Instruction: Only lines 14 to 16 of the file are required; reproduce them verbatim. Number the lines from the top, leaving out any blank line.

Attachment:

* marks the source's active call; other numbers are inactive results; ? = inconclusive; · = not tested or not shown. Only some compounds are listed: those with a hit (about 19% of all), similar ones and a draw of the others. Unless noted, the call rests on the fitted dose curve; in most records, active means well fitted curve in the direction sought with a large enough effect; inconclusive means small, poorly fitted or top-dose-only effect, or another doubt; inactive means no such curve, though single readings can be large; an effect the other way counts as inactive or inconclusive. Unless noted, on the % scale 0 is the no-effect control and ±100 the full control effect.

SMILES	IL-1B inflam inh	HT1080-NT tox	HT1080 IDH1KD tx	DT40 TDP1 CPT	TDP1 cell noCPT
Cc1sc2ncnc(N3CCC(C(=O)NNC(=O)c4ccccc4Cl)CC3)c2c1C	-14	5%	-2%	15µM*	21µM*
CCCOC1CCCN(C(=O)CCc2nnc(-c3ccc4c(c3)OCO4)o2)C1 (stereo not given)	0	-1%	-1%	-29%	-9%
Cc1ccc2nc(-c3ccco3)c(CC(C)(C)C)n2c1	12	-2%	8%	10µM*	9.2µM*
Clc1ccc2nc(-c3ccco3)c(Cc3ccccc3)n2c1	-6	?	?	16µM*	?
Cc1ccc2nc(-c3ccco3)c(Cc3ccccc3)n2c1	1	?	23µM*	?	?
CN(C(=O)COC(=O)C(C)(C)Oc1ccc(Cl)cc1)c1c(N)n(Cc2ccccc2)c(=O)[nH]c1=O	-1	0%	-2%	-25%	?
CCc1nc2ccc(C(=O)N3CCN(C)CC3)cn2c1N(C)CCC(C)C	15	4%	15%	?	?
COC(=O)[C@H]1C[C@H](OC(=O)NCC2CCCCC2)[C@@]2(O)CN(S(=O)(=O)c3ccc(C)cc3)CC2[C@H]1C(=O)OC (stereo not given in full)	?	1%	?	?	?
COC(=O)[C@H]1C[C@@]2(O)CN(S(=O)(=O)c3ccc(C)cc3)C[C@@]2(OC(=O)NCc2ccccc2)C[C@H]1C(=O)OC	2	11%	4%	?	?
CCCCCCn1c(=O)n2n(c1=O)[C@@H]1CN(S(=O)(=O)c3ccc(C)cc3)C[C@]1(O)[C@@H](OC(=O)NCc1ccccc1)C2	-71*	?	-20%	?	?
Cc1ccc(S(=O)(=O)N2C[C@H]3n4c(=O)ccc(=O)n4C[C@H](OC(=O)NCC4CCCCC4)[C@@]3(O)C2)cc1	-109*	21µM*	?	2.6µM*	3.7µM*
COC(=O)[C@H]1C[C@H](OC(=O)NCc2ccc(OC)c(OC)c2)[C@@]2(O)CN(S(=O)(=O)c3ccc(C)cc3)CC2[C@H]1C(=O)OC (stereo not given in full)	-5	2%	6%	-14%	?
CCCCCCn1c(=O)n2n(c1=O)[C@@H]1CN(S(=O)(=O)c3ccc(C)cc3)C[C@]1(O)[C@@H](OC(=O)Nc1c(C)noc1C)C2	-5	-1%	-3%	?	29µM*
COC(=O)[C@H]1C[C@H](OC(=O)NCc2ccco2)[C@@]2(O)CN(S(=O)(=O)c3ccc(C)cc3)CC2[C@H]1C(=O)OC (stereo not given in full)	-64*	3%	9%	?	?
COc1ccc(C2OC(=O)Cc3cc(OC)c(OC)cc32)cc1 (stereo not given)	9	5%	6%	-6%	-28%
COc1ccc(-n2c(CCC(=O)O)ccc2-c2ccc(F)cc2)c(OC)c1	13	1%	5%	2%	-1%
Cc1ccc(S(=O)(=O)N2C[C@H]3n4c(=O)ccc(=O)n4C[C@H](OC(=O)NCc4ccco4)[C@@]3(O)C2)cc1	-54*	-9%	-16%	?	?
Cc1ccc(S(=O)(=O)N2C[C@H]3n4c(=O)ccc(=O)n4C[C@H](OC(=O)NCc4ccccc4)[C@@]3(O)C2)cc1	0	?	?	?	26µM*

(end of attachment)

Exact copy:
COC(=O)[C@H]1C[C@H](OC(=O)NCc2ccc(OC)c(OC)c2)[C@@]2(O)CN(S(=O)(=O)c3ccc(C)cc3)CC2[C@H]1C(=O)OC (stereo not given in full)	-5	2%	6%	-14%	?
CCCCCCn1c(=O)n2n(c1=O)[C@@H]1CN(S(=O)(=O)c3ccc(C)cc3)C[C@]1(O)[C@@H](OC(=O)Nc1c(C)noc1C)C2	-5	-1%	-3%	?	29µM*
COC(=O)[C@H]1C[C@H](OC(=O)NCc2ccco2)[C@@]2(O)CN(S(=O)(=O)c3ccc(C)cc3)CC2[C@H]1C(=O)OC (stereo not given in full)	-64*	3%	9%	?	?